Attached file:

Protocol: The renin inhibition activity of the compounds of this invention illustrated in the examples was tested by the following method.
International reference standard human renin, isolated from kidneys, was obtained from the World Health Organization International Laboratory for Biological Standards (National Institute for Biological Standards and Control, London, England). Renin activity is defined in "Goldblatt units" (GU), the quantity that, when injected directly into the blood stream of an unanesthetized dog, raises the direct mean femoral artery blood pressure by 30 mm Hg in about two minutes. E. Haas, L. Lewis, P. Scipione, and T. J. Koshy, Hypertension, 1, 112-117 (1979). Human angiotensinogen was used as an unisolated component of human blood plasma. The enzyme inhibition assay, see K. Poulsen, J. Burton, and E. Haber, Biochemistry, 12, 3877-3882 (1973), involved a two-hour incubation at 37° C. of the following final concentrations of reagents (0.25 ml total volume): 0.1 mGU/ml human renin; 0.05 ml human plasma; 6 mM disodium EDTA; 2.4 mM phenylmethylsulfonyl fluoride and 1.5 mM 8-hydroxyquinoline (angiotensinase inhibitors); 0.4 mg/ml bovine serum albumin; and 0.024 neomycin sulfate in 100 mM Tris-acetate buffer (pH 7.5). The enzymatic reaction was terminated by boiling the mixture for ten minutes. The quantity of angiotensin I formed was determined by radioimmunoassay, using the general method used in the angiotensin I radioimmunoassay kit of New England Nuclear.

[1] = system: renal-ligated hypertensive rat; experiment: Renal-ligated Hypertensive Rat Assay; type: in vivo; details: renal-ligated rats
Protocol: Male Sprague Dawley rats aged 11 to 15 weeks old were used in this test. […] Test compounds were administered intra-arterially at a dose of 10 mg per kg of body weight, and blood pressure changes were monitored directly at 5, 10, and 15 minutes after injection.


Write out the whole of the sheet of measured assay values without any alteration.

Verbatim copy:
Protocol: The renin inhibition activity of the compounds of this invention illustrated in the examples was tested by the following method.
International reference standard human renin, isolated from kidneys, was obtained from the World Health Organization International Laboratory for Biological Standards (National Institute for Biological Standards and Control, London, England). Renin activity is defined in "Goldblatt units" (GU), the quantity that, when injected directly into the blood stream of an unanesthetized dog, raises the direct mean femoral artery blood pressure by 30 mm Hg in about two minutes. E. Haas, L. Lewis, P. Scipione, and T. J. Koshy, Hypertension, 1, 112-117 (1979). Human angiotensinogen was used as an unisolated component of human blood plasma. The enzyme inhibition assay, see K. Poulsen, J. Burton, and E. Haber, Biochemistry, 12, 3877-3882 (1973), involved a two-hour incubation at 37° C. of the following final concentrations of reagents (0.25 ml total volume): 0.1 mGU/ml human renin; 0.05 ml human plasma; 6 mM disodium EDTA; 2.4 mM phenylmethylsulfonyl fluoride and 1.5 mM 8-hydroxyquinoline (angiotensinase inhibitors); 0.4 mg/ml bovine serum albumin; and 0.024 neomycin sulfate in 100 mM Tris-acetate buffer (pH 7.5). The enzymatic reaction was terminated by boiling the mixture for ten minutes. The quantity of angiotensin I formed was determined by radioimmunoassay, using the general method used in the angiotensin I radioimmunoassay kit of New England Nuclear.

[1] = system: renal-ligated hypertensive rat; experiment: Renal-ligated Hypertensive Rat Assay; type: in vivo; details: renal-ligated rats
Protocol: Male Sprague Dawley rats aged 11 to 15 weeks old were used in this test. […] Test compounds were administered intra-arterially at a dose of 10 mg per kg of body weight, and blood pressure changes were monitored directly at 5, 10, and 15 minutes after injection.